DEMENTIA is killing more people in the UK than coronary heart disease for the first time, official figures show.
A total of 70,366 people across England, Wales, Scotland and Northern Ireland died from the degenerative brain disease last year.
That equates to more than one in every eight deaths – or 11.8 per cent.
The grim toll compares to 66,076 deaths – or 11.1 per cent – from coronary heart disease.
Alzheimer’s Research UK analysed data from the Office of National Statistics (ONS) and the Northern Ireland Statistics and Research Agency.
Dementia was previously the leading cause of death for women in the UK and the second for men, with heart disease the overall leader.
There were 69,785 deaths from heart disease in 2015, while 69,182 people died from dementia.
The charity is now urging the government to double its annual investment in dementia research to £132million over the next five years in a bid to find a cure.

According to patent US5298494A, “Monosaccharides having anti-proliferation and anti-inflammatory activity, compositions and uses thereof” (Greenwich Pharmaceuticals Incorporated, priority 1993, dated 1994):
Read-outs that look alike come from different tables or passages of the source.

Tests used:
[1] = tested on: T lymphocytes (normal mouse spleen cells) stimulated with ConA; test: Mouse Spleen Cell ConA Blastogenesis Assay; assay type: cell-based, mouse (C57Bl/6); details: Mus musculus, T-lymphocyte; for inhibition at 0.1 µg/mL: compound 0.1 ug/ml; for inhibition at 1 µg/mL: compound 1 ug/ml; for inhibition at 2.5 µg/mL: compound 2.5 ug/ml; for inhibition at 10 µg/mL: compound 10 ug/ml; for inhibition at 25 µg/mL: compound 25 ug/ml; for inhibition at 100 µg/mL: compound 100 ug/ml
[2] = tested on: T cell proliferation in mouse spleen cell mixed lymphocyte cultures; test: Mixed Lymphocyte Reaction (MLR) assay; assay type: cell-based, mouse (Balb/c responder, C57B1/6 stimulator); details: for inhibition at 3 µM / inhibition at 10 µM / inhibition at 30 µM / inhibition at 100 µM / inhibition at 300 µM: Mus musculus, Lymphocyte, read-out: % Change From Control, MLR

The ONS said: “With people living longer and surviving other illnesses, the number developing dementia and Alzheimer’s disease is increasing.
“Improved diagnosis is also likely to have caused increased reporting.”
Hilary Evans, from Alzheimer’s Research UK, said: “These startling figures emphasise the health crisis we face in the UK at the hands of dementia.
“Year-on-year, we are seeing more people conquer and survive serious health conditions like heart disease, but deaths from dementia continue to rise.
“The fact that there are currently no treatments to slow or stop the diseases behind dementia brings into sharp focus the scale of the challenge and the urgency with which we must tackle it.
“Dementia may be the biggest killer in the UK today, but research has the power to stop this from being the case in the future.”